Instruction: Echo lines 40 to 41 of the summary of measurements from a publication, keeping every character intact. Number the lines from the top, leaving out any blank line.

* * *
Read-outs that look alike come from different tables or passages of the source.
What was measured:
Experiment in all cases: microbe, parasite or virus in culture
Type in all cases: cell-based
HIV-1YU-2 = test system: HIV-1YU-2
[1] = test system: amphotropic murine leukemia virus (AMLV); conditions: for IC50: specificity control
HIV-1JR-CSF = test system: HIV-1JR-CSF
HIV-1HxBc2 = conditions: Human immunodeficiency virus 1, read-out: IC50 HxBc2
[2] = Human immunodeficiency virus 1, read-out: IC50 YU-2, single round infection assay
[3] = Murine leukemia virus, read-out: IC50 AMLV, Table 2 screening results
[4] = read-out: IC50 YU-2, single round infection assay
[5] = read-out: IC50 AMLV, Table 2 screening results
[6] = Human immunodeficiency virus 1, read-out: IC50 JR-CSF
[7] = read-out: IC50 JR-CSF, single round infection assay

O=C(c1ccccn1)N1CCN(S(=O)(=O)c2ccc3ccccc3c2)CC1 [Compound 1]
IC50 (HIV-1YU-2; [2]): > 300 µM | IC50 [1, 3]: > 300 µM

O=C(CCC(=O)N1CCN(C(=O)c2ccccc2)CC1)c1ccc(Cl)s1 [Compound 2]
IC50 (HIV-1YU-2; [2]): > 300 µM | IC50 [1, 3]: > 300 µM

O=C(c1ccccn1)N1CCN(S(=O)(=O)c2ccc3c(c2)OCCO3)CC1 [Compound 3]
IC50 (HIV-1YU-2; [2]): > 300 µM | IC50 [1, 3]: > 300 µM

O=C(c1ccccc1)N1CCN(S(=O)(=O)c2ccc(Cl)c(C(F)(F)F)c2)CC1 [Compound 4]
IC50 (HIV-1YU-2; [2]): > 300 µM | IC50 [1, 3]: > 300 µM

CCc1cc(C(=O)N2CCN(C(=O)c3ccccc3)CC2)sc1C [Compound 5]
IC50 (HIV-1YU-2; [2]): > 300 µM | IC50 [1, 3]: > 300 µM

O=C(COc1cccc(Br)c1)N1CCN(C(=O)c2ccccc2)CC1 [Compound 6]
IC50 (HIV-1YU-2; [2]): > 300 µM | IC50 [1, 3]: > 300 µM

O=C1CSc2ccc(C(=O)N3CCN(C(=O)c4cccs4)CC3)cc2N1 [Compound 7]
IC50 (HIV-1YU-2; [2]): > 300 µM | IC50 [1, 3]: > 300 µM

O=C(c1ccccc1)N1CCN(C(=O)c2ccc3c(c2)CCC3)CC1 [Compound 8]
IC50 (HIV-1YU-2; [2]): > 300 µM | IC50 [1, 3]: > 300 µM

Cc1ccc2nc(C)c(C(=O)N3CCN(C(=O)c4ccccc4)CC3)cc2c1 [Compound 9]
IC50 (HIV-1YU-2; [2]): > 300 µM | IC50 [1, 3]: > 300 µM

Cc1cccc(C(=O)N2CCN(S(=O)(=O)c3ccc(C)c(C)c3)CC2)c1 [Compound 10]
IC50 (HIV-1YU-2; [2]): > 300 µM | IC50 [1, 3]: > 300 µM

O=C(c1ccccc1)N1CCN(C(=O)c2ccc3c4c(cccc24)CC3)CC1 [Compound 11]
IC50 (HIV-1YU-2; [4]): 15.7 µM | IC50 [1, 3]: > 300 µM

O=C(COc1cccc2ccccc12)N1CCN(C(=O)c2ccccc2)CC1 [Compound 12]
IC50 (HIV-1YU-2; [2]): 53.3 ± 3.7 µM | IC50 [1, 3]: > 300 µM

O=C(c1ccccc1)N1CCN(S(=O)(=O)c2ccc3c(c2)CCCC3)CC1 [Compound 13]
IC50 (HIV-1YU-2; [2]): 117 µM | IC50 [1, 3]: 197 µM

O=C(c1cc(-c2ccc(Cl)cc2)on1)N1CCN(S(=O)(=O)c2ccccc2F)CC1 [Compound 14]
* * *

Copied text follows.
IC50 (HIV-1YU-2; [2]): 117 µM | IC50 [1, 3]: 197 µM

O=C(c1cc(-c2ccc(Cl)cc2)on1)N1CCN(S(=O)(=O)c2ccccc2F)CC1 [Compound 14]